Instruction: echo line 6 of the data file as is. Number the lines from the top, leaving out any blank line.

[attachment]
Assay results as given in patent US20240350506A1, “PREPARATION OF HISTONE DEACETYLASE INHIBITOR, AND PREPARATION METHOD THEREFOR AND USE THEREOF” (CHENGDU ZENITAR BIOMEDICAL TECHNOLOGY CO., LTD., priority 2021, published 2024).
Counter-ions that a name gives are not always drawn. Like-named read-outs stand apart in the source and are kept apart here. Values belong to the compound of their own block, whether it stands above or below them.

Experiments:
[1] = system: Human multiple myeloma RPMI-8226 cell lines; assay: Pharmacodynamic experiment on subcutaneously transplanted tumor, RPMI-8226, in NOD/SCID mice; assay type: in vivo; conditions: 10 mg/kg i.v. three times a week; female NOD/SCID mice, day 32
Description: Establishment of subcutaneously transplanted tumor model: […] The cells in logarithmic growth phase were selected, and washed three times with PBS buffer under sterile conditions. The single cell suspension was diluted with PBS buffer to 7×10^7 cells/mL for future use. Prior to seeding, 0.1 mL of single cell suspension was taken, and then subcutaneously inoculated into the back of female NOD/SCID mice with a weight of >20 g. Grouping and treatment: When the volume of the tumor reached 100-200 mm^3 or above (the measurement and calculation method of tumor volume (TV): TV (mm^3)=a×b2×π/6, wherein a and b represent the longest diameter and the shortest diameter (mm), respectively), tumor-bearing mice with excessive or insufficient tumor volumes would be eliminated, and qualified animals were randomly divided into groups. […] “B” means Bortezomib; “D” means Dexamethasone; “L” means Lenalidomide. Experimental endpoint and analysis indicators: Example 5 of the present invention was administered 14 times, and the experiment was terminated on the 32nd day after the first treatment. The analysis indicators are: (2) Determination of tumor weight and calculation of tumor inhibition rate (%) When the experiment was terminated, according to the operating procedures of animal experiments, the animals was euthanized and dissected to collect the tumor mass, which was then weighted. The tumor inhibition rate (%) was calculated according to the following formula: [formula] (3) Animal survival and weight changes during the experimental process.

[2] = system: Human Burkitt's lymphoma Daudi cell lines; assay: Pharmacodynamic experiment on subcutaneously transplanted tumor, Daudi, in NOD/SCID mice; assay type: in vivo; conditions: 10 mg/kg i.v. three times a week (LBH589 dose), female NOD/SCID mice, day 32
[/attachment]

[2] = system: Human Burkitt's lymphoma Daudi cell lines; assay: Pharmacodynamic experiment on subcutaneously transplanted tumor, Daudi, in NOD/SCID mice; assay type: in vivo; conditions: 10 mg/kg i.v. three times a week (LBH589 dose), female NOD/SCID mice, day 32